Don’t let up on housing


Along with healthcare, education, and freedom from fear, the adequate supply of housing for all of our neighbors is a fundamental and high priority of the healthy community we are committed to building. And we believe that policy makers need to undertake, or actively support others in undertaking, the creation of the needed housing supply. Either way, we believe that it is the obligation of the policy leadership of Martha’s Vineyard to do what is needed.

The adverse dynamics of Martha’s Vineyard’s housing shortage are not in effect for comparatively wealthy folks with resources divorced from the Island’s year-round economy — seasonal residents, transplants, and retirees from off-Island business lives, nonprofit organizations, and others who have the wherewithal to buy into Martha’s Vineyard’s heated real estate market.

While we like the newcomers, and we benefit from their affinity for the Island, an unintended market consequence of their interest in us is to both diminish the housing stock for sale and raise its prices, while their off-Island resources insulate them from price challenges. The resultant housing shortage affects current year-round workers, young and older Vineyarders (and so, families in each generation), and it also shapes the Island’s capacity to attract the workers it needs, in fields like healthcare, education, public safety, and retail and service.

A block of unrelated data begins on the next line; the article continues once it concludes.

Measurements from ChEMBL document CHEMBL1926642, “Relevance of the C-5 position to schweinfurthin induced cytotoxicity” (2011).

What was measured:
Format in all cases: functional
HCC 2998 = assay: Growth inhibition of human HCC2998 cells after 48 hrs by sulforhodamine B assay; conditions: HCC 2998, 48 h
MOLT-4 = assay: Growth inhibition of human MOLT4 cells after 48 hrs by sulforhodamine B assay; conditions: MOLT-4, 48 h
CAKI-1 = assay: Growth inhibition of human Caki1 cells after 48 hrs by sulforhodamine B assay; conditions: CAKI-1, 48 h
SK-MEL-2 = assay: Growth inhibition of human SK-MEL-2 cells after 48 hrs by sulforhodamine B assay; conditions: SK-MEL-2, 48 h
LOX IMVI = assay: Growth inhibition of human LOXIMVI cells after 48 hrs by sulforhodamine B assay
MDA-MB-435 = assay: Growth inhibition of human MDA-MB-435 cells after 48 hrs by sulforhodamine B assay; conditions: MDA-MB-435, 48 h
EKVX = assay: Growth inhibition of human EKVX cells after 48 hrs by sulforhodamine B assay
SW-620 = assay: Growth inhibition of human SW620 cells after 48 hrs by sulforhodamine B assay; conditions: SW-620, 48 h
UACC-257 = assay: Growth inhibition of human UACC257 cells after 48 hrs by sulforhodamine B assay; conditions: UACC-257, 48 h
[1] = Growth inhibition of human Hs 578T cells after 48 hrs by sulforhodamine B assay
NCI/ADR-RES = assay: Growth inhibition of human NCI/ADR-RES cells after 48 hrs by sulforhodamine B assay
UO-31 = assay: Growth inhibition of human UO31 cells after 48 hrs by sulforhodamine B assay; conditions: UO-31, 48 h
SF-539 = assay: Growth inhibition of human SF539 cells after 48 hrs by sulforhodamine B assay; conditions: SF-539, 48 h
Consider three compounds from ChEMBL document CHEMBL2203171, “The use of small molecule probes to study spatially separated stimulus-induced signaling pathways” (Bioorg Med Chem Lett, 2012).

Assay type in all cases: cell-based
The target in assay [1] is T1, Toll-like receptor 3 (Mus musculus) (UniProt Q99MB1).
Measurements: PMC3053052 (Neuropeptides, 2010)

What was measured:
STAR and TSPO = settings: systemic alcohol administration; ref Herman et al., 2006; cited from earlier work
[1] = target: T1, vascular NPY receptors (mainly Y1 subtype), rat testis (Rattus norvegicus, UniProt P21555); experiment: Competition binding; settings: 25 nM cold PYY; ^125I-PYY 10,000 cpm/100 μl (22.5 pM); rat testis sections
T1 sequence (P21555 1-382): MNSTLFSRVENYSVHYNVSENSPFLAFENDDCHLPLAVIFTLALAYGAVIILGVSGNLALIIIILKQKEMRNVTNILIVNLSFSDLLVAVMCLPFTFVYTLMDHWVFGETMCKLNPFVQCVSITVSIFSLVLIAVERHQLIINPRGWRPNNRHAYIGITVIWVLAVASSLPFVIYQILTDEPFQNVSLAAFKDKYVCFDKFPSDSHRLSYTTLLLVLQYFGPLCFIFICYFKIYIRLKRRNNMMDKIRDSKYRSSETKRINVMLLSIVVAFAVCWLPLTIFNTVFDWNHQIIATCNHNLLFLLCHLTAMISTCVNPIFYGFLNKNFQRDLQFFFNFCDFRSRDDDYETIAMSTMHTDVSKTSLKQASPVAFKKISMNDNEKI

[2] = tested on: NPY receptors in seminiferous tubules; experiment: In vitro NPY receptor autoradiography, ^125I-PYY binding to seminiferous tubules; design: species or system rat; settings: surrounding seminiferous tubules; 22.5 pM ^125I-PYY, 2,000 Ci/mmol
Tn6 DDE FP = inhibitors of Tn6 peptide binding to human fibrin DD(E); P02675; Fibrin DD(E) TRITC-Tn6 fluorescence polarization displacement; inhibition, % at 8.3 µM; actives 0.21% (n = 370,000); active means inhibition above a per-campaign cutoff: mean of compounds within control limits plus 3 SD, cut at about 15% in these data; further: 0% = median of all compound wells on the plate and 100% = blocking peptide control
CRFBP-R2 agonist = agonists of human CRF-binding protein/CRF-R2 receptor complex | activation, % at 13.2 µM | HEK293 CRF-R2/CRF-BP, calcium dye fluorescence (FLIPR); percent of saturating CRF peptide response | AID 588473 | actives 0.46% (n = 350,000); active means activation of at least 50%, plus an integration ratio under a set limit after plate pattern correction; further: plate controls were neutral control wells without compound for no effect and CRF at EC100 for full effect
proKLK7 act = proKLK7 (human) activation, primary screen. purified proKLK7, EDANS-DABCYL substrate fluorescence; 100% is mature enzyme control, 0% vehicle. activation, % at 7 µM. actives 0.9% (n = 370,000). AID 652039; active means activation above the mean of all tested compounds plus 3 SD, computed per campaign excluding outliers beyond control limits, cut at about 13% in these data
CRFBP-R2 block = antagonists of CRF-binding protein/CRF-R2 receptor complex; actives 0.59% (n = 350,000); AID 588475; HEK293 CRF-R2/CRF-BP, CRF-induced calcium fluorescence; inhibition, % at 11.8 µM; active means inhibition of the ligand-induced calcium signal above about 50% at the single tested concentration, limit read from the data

The Island needs housing which is affordable for folks who work here, what in the mists of the past was known as middle-income housing; we also need to create units with varying degree of subsidy attached for Islanders trying to fit into our economy but earning too little to pay the going rate, or for elderly and disabled Islanders — all part of our community, all part of healthy communities everywhere, but shut out on Martha’s Vineyard because we won’t do the heavy lifting of creating or allowing others to create the housing supply we need.

Our housing gap can’t be closed if our strategies are limited to traditional owner-occupied, large-lot single-family housing. Addressing the shortage needs to cut across all types of housing, including apartments and townhouses, and perhaps group housing for seasonal workers, and it’s a shortage which includes long- and short-term rentals as well as more traditional ownership models. How many communities in America can you remember driving through where you didn’t see apartments and townhouses of various costs, and own/rent models which help absorb the demand found in all normal communities?

It is discouraging that the good start offered by housing production plans (HPPs) developed in each of the Island’s towns under the leadership and the funding support of the Martha’s Vineyard Commission have all, to varying degree, been deflected: more cans kicked down the road.